Infrastructure-as-a-service may spell the end of some of the big hardware deals for local resellers, but it’s opening the door to new opportunities in consulting and managed services Gartner says – but resellers must wean themselves off the traditional model and invest and fight for the skills to become consulting lead.
Michael Warrilow, Gartner infrastructure software team research director, says consulting services, managed services and operation opportunities around infrastructure as a service are a growing opportunity for resellers across Australia and New Zealand.
Warrilow says the growth of companies such as Amazon – growing at 80% year on year or greater – highlights the opportunity for resellers.
“Enterprises are just starting on that journey, so the services piece will continue to grow,” he says, noting managed services are ‘coming along quite strong’.
Gartner is currently doing research to find out which companies are starting to develop ‘good skills and certifications’, something he says is essential for channel companies if they wish to play in the market.
“Have they got the Amazon certifications, the Azure certifications, are they doing all the enablement so they maximise their reseller opportunity and also their service opportunity to manage the cloud environment?,” he says.
“That’s kind of the new news here,” Warrilow says. “While they might not sell the hardware, they might not sell the software to these existing clients, there is definitely the opportunity to manage Amazon and Microsoft for their customers.”
He says that can cover design, migration and potentially operation, including not just infrastructure, but any application modification.
“There is quite a bit of consulting services, managed services and operation opportunity around infrastructure-as-a-service, and it’s growing,” he says.
Resellers, he notes, are essentially moving increasingly into more of a ‘consulting shop’ rather than a reseller.
Warrilow says certification is an increasingly important need, with certification ‘a real simple way to differentiate’.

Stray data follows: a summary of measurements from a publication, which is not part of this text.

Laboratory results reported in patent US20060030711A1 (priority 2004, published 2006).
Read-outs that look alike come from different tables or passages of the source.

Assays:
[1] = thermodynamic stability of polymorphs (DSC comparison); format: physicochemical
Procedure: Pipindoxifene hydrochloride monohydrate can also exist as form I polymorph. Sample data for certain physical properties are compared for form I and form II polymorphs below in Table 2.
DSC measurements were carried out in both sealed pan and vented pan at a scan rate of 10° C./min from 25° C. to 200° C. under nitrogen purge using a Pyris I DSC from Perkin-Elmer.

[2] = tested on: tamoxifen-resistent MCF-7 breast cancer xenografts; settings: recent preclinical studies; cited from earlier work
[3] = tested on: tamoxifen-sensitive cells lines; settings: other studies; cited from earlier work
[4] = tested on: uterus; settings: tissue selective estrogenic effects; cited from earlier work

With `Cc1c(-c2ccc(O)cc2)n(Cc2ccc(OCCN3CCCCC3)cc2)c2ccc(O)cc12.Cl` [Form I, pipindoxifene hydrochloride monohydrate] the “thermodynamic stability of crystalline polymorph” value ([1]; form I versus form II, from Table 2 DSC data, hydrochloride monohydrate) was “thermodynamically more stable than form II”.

“There’s 100 to 150 at best on the Amazon partner network. There are others doing it that don’t have the certification and that’s the easy way to get knocked out of the opportunity.
“There’s the simple cost of sale, but then it’s how do you build a recurring, repeatable amount of services business – or are you going to play in the more high margin design part of that?
Resellers wanting to secure their slice of the design market will need to invest not only in certifications, but also in design skills. “And then you’re competing for the smart resources that are out in the market,” he notes.
Nevertheless, Warrilow says prospects re good for local resellers, despite the presence of big global and national players.
“There is no reason why the global guys have to be any more successful. This is an opportunity where the customer is going to want to see and touch and talk to the skill, so the local guys do have a sustainable opportunity in that respect.”
However, he says the local reseller channel must wean itself off the traditional reseller business model and ‘invest and fight for the skills to become consulting lead’.
Warrilow urges resellers to flip the ‘don’t just stand there, do something’ maxim on it’s head to focus on where their future lies.
“They’ve really got to do the opposite: don’t just do something, stand there – spend a day each quarter and see how your business mix is.
“I suspect there will be an increase in services – so a more people-dependent business, which is always a challenge – and generally a slight decrease or change in hardware and an increasing mix of software with things like software defined storage and SDN taking the place of some of the traditional hardware like storage arrays and some of the networking equipment.”
Warrilow says its unlikely that hardware revenues will be able to hold their own with the growth of public cloud, but that doesn’t mean there aren’t bright spots in the hardware segment.
“Hyperconverged is growing as fast as public cloud,” he says.
He says security too, offers bright spots for resellers.
“Generally the industry is warming to the fact that cloud isn’t less secure and, in fact, it can be more secure because you are investing in people who have it as a core competency and at scale,” he says.
“However, as you become dependent on third party suppliers there is a need to ensure that your boundaries are secure and the exchange of information is equally secure with your suppliers and so forth.”
That means security remains a critical need in enterprise – accounting for three percent to five percent of all IT spend. “And I don’t expect that to reduce at any time,” he adds.
“So there’s a piece there, there’s software defined security and security services, and there will still be a need for security hardware at the networking layers, design, risk management – all that will continue.
“It is probably one of the more sustainable areas of opportunity for the channel because security threats are not standing still or going away.”